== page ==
THE CUSTOMER IS (OR SHOULD BE) ALWAYS RIGHT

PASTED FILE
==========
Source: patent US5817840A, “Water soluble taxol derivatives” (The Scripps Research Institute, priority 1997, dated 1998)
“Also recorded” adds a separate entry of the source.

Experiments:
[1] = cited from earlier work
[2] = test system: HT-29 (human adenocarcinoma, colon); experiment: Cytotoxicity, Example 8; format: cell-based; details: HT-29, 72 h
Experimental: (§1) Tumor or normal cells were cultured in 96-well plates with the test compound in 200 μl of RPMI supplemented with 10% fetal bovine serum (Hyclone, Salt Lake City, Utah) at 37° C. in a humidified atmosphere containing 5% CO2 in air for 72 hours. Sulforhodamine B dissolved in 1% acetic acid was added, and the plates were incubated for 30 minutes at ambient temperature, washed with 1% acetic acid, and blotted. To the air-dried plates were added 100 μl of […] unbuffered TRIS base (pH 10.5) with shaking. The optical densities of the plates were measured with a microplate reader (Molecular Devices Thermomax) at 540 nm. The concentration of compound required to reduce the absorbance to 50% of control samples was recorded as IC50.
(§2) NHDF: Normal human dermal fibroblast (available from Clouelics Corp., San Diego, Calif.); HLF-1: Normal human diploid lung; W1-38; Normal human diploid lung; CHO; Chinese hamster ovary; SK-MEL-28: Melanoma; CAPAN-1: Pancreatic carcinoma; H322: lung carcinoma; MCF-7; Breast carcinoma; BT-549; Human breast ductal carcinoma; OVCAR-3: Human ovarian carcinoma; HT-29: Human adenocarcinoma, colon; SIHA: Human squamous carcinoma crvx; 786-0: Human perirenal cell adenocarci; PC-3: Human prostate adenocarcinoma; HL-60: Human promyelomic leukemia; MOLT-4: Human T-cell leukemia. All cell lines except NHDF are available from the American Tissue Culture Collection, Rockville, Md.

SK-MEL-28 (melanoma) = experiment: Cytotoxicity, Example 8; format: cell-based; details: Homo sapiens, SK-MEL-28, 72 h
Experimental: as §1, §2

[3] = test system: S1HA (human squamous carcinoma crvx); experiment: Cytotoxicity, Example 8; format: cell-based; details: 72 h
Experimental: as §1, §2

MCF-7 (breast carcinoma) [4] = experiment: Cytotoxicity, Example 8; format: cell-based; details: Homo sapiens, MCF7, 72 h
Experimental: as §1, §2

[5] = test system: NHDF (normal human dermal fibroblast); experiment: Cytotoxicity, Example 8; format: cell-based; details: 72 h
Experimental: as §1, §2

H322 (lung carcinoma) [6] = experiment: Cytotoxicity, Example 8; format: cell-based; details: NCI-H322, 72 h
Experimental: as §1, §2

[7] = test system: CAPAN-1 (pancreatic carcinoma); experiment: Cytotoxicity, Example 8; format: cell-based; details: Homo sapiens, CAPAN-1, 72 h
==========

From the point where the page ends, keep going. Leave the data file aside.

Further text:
– BUT HOW ABOUT PATIENTS? A just-published report by Gruber and colleagues (Drug Alc Dep 94:199-206,2008) presents findings of a clinical trial carried out more than a decade earlier. One interesting facet is the diametrically opposite views of authors and “subjects” regarding detoxification. The former dismiss detoxification without qualification as “not an effective treatment.” The subjects, on the other hand, had “voted with their feet;” all were recruited from a voluntary, ambulatory, 21-day detoxification program. “Complete informed consent procedures” were applied, but one must wonder if the information provided (by the researchers and by their clinical colleagues) included the judgment that detoxification was deemed ineffective. At any rate, the seeming dichotomy in perspective might be explained as reflecting the common view of many professionals that achieving and maintaining long-term abstinence is a sine qua non of therapeutic success, while in this study “… only a third [of the detoxification patients] stated they wanted to quit heroin completely; most were hoping to use less or use more safely.” Measured by this more modest, but nonetheless meaningful, objective, detoxification would seem to be an eminently reasonable and promising option.